Hamilton County Judges Bring Resources to Veterans With PTSD Who Face Sentencing
HAMILTON COUNTY (WDEF) – “It’s okay to fail. And when you fail, that’s your opportunity to stand up again,” says Scott Mincey who runs a nonprofit called Combat Paddlers. It helps veterans with PTSD find solace in nature. He understands PTSD and the issues those with combat trauma struggle with.
“A lot of it is anger, drugs, alcoholism, divorces, family issues,” Mincey says.
In other words, unresolved PTSD can often lead to substance abuse and other criminal behavior. Two Hamilton County judges say a fourth of the veterans who are arrested have been in combat. Instead of simply locking them up, they say it’s very important to understand if a defendant has PTSD when evaluating their crime.
“It’s something that they’re dealing with that they had virtually no control over based on what they had experienced while they were serving their country,” says Hamilton County General Sessions and Mental Health Court Judge Lila Statom.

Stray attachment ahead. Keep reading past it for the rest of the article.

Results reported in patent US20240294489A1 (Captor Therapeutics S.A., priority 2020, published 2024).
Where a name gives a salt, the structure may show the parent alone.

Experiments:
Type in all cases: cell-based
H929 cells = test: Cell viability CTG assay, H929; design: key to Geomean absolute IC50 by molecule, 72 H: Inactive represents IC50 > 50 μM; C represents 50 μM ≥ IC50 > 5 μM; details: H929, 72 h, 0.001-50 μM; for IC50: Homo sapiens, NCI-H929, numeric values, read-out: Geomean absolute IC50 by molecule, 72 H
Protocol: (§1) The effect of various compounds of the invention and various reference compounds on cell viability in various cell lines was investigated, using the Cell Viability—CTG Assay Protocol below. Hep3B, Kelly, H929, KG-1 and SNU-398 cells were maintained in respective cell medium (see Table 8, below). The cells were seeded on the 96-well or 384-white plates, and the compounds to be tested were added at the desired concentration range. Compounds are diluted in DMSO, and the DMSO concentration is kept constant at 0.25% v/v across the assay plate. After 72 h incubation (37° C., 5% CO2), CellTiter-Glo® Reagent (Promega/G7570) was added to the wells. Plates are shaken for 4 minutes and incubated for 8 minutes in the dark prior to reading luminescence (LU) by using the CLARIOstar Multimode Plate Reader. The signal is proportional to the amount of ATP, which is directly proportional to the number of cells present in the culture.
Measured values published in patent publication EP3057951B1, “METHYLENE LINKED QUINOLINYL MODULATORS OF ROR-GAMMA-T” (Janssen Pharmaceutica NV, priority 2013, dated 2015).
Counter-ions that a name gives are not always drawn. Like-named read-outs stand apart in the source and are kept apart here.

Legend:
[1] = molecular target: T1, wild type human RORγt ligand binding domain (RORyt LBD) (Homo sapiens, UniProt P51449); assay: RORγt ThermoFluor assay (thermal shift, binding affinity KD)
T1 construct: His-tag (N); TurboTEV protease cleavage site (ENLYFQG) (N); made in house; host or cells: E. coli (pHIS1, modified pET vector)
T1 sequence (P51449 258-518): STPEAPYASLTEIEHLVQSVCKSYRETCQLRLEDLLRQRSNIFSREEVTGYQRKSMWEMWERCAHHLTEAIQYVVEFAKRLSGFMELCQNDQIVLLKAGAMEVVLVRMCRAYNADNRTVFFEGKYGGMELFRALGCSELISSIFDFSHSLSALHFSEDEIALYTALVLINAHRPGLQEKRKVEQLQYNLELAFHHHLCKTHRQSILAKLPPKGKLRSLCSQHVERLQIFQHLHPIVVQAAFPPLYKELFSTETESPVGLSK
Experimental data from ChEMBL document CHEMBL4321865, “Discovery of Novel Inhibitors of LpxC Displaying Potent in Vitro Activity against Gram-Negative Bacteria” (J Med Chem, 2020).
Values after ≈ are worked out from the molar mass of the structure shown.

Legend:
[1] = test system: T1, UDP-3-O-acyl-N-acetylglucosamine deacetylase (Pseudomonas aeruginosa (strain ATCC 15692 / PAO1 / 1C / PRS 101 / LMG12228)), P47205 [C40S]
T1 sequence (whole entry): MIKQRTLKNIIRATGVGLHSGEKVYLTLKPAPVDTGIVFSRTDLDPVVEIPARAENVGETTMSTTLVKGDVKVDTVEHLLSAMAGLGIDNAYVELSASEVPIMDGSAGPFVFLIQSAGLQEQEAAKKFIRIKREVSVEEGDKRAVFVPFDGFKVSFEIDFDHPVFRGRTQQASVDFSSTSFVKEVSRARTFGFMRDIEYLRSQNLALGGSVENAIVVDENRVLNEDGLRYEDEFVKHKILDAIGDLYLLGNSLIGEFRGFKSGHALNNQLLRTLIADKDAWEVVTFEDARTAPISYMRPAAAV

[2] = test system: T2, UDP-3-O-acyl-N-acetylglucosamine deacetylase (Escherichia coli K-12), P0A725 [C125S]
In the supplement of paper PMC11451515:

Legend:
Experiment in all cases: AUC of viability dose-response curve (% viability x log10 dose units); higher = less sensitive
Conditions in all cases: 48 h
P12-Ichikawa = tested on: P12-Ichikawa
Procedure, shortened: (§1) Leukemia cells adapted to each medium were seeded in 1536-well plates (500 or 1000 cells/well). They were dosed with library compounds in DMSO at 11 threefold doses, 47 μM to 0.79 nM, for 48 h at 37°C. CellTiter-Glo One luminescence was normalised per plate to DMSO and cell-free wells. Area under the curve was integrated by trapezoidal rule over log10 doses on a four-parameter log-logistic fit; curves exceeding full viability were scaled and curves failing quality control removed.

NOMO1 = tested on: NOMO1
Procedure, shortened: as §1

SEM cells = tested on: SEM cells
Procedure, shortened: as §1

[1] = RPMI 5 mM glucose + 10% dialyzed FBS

Judge Statom and Judge Alex McVeagh are working to bring veteran treatment programs alongside their mental health and drug recovery programs.
“A lot of the veterans suffer from mental health issues such as PTSD emotional and other anger issues,” says Judge McVeagh, a Hamilton County General Sessions and Drug Recovery Court Judge.
“What we try to do in general sessions court is in addition to obviously prosecuting their case and sentencing them in this court is to link them with all the available resources in the community.”
Counseling and drug treatment are some of the services offered. There is also a mentorship program through the court where veterans are paired with other veterans who become accountability partners.
“They were willing to lay their lives down for our freedoms and they were doing it without being selfish. You don’t think that person deserves a chance? Yeah, they deserve a chance. We are not gonna put these people out to pasture,” says Mincey.